Financial education in schools
30. It was widely noted in evidence that schools
had an important role to play in improving the financial capability
of young people. The Personal Finance Education Group (PFEG) told
Schools are unique in having access to, and influence
on, all young people across social, economic, ethnic and religious
groups. If we can ensure that young people leave school as informed
and independent consumers with the confidence to engage with the
finance sector, this will provide a firm foundation and prevent
many of them from getting into financial difficulties as adults.
31. However they believed that "currently, personal
finance education, if it happens at all, has a low status. It
cannot be assumed to be happening in any given school at any time."
Professor Kempson told us that there was much more that needed
to be done to promote financial education through schools and
that "at present the situation regarding its place in the
school curriculum varies across the four countries of the UK
and the work of [PFEG] and others has shown that provision is
patchy, with most teachers lacking the skills and confidence to
teach the subject".
32. The FSA has recently undertaken a benchmark
study on the existing provision of financial education within
schools. This found that, while 48% of primary schools and 91%
of secondary schools were delivering some form of personal financial
education, in over 70% of cases it was in the form of occasional
lessons, usually happening once or twice a term or less.
Only about half of schools in England had drawn on guidance from
the Department for Education and Skills (DFES), but over two-thirds
of schools in Scotland reported that they had drawn on guidance
provided by Learning and Teaching Scotland. Only a minority of
schools had received training in this area (9% of primary schools
and 26% of secondary schools), but slightly more had received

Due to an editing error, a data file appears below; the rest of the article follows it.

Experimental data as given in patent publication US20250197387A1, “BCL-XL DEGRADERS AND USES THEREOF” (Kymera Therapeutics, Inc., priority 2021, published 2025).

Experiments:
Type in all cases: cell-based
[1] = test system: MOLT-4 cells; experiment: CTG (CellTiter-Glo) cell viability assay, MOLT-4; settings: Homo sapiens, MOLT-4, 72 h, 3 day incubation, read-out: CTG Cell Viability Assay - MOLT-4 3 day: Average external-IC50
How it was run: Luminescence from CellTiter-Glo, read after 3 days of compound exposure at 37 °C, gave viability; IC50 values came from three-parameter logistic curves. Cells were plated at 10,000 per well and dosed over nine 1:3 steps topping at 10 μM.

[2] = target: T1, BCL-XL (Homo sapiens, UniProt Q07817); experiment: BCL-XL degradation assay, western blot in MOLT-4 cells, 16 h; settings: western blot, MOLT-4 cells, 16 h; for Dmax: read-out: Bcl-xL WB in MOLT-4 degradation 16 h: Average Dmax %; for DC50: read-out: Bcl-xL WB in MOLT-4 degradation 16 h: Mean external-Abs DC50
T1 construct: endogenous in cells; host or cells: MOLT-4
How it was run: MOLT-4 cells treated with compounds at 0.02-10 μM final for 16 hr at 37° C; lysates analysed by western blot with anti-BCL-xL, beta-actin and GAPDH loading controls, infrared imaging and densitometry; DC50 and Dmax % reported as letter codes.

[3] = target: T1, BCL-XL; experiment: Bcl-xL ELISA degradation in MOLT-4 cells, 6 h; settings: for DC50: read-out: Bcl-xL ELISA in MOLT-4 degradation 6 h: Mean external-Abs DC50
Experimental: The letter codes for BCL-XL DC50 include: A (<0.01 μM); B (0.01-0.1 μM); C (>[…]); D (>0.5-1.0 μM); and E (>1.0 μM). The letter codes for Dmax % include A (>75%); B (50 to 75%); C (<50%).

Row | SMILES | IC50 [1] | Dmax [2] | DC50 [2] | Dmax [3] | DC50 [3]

some other form of support (11% of primary and 40% of secondary
schools). The proportion of schools which had received support
was higher in Scotland than in England and Wales.
The Scottish Executive has supported the development of the Scottish
Centre for Financial Education established by Learning and Teaching
Scotland. The Welsh Assembly Government told us that they intended
to emulate this approach in Wales and were working with the FSA
and private sector investors to examine options for the establishment
and funding of such a centre.
33. DFES told us that, as part of the reforms to
education for the 14-19 age group
financial capability education will be taught more
explicitly in the curriculum by including it in the new functional
mathematics component of GCSE mathematics. But we also recognise
that a range of other subjects, such as Personal, Social and Health
Education, Citizenship, Business Studies and Careers Education,
offer good opportunities and contexts for exploring and improving
young people's understanding of financial issues.
34. The Ifs school of Finance, a registered
charity which provides financial education, has indicated concern
that the Standards for Functional Mathematics published by the
Qualifications and Curriculum Authority were inadequate. The Ifs
school of Finance told us that the only reference to 'finance'
of any type appears in just the two lowest levels and that there
was no mention of anything to do with finance in Entry level 3
or in Levels 1 and 2 (GCSE level). They feared that "the
concentration is on mathematical concepts such as arithmetic and
basic geometry. What is being masqueraded as financial capability
is confined to recognising notes and coins and simple calculations
Moreover, they noted that "naming the course 'mathematics'
immediately alienates students who have a fear or dislike of the
35. PFEG told us that while "it is relatively
easy to attract funding for modest projects that are discrete,
branded and time-limited, it has proved difficulty to acquire
the necessary funding to achieve the step change identified by
the FSA's national strategy". They noted that "Government
departments have indicated that [the additional funding for financial
capability projects] is unlikely to come through the Department
for Education and Skills".
36. Providing financial education in schools is
an essential part of the FSA's National Strategy for Financial
Capability. We welcome the change to address financial capability
more explicitly in the 14-19 curriculum in England by including
it in the new functional mathematics element of GCSE mathematics,
although we are concerned that the content of this element will
not be sufficiently focused on financial education. In over 70%
of schools, personal finance education is only provided in the
form of occasional lessons happening once or twice a term or less.
It should be a priority for the Department for Education and Skills
to ensure that the Qualifications and Curriculum Authority and
those responsible for delivering the school curriculum see financial
education as a core issue. Improving financial education in schools
needs to be a major objective of the Government's ten-year strategy
for improving financial capability.